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Learning objectives



Philosophical perspectives

Applied philosophy

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Learning objective 6-1: Inquiry

Students will gain knowledge, skills, and experience to:

  • identify and describe philosophical ideas.


  • Identifies the main problems in different philosophical questions.
  • Describes different perspectives when discussing philosophical ideas.

Possible context elaborations

  • Class or group discussion of a list of philosophical questions; for example:
    • Are we really free?
    • Can you love animals and yet eat them?
    • Who owns the All Blacks?
    • Can anyone own the land or the seabed?
    • Who owns language?
    • What is time? How real is time?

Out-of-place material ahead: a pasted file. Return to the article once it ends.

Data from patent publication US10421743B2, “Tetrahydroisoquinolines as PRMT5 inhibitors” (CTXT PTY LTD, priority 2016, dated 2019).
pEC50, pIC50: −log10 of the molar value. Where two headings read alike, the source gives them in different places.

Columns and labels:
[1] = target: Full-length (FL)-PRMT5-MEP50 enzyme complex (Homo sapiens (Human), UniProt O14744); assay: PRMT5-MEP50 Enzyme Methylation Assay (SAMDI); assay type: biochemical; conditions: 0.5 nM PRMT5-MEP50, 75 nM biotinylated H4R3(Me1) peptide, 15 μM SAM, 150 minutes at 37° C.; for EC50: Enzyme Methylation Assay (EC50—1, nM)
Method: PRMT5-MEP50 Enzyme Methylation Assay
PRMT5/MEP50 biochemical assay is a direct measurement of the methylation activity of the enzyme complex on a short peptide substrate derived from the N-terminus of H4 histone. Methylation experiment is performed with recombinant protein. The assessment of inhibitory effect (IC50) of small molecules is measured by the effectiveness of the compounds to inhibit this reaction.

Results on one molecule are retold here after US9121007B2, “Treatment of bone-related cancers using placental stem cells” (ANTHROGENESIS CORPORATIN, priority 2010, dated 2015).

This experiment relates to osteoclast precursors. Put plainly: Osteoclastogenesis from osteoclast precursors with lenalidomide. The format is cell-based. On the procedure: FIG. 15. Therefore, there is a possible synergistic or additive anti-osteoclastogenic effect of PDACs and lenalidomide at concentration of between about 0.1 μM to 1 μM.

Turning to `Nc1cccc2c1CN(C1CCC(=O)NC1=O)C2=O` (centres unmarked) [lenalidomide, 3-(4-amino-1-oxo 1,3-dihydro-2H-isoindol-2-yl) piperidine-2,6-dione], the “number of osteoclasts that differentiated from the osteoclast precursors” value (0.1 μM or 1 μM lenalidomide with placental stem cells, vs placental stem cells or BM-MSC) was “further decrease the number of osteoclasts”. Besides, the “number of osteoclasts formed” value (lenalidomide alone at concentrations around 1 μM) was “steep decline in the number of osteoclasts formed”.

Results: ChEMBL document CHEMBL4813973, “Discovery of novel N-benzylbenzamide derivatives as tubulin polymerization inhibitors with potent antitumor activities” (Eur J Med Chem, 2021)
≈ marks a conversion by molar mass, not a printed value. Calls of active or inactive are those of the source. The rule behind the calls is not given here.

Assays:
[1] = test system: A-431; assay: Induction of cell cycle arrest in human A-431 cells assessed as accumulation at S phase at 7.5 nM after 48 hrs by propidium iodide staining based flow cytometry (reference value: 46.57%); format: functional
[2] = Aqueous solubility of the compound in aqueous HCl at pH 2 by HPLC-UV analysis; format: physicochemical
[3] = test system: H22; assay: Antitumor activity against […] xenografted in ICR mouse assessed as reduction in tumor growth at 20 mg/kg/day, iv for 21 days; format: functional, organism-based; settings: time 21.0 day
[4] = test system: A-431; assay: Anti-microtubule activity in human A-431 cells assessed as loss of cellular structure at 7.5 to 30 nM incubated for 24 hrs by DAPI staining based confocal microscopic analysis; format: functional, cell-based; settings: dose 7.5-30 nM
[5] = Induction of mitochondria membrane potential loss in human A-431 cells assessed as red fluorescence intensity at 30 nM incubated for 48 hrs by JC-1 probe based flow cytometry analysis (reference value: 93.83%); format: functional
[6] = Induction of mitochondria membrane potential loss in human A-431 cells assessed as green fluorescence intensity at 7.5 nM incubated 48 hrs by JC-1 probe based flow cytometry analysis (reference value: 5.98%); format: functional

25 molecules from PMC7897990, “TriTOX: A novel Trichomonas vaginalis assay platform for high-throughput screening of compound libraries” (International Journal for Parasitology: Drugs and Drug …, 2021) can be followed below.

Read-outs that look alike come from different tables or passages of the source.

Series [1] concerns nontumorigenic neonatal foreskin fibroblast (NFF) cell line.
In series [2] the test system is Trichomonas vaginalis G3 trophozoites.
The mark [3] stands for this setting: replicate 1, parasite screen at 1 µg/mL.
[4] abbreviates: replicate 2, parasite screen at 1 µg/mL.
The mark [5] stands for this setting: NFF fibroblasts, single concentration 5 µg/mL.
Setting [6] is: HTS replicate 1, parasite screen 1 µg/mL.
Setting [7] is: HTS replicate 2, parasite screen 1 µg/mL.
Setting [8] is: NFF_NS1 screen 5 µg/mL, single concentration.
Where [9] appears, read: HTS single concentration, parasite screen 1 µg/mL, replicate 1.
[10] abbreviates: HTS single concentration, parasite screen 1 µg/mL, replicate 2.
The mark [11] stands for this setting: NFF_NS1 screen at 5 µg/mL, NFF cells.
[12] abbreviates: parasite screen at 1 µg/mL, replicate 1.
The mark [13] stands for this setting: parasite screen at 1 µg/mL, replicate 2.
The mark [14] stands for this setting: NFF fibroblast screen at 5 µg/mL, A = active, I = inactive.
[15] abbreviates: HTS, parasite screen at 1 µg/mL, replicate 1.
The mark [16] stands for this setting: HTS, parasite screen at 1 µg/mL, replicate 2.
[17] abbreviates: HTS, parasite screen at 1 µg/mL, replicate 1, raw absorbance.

• Use current event news items and identify philosophical ideas arising from them; for example:
    • Is it OK for parents to use physical force to discipline their children?
    • Should the drinking age be increased/lowered?
    • Should New Zealand take more immigrants?
    • To what extent are our behaviour and thoughts determined by friends and family?
    • Should te reo be compulsory for all students?
    • Are you Māori if you don’t speak te reo?
  • Adopt a position and discuss it; for example:
    • ‘I am just a material object’ or ‘I have a spiritual dimension’
    • ‘I am determined by my DNA and personal history’ or ‘I am free to determine my own future’
    • ‘All questions will eventually be answered by science’ or ‘there are important questions that science will never be able to answer’.

Assessment for qualifications

See NCEA assessment: level 1 for suggestions of achievement standards and unit standards that could be used to assess this learning.

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Last updated October 24, 2011